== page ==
The Anderson Valley in Mendocino County, California is gaining a reputation for producing some of the West Coast's finest Pinot Noir wines, even better than those of Oregon, some say. Unfortunately, though, prices have not been lagging, and most Anderson Valley Pinots sell for $40 to $60 a bottle (besides being hard to find in the Midwest). I was overjoyed when I found this 2008 Londer Vineyards Pinot on sale for $5.99 at G.B. Russo & Son in Grand Rapids. Dave Russo was straightforward in his explanation of the lower price. Bush fires had raged through the area early in the summer of 2008, and winemakers were dismayed to find that the smoke had affected the grapes from that vintage. Some vineyards were more affected than others, but Londer admitted struggling to produce the high quality wine that was expected from the estate. Heavy filtering removed the smoke qualities but also much of what attracts wine lovers to Londer Pinot Noir. Dr. Londer, a retired San Francisco ophthalmologist, wisely refused to take that road. The price for the 2008 has been dropped repeatedly, but now apparently it's time to sell off what's left at a loss and move on. As Dave Russo put it, if you like the smell and taste of smoked salmon and don't want to spend lots of money, this wine is for you. And I bought.
The wine is a good deep ruby color. Smoke is apparent from the first sniff, and it sort of takes over the finish, but neither Donna nor I find it unpleasant. On the first night, it's virtually impossible to find any other descriptors; smoke, smoke and smoke. But there is good concentration with excellent acid/fruit balance. Except for the one-dimensional smoke, this wine has all the markings of a fine $50 Pinot Noir. In other words, the quality shows, and I like this wine far better than any other $5.99 Pinot Noir I could buy (such as Pinot Evil, which is overly sweet, and the 2009 Echelon, which is one dimensional without the smoke).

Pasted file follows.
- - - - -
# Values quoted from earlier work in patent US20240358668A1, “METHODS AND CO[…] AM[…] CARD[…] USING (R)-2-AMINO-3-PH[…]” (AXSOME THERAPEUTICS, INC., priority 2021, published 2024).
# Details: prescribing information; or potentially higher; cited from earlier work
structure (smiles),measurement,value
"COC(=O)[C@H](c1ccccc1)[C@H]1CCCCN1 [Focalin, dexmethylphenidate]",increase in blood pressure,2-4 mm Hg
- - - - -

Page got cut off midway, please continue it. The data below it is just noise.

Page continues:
On the second night, the smoke is less dominant, and I pick up some of the fruit and floral aromas and flavors. This might suggest that the smoke will fade with aging, but nothing I have read indicates that this could be true. Winemakers believe that this kind of trait, like brett, only gets more dominant with each passing year. I will be drinking my case of Londer 2008 over the next year or so...and enjoying it for what it is.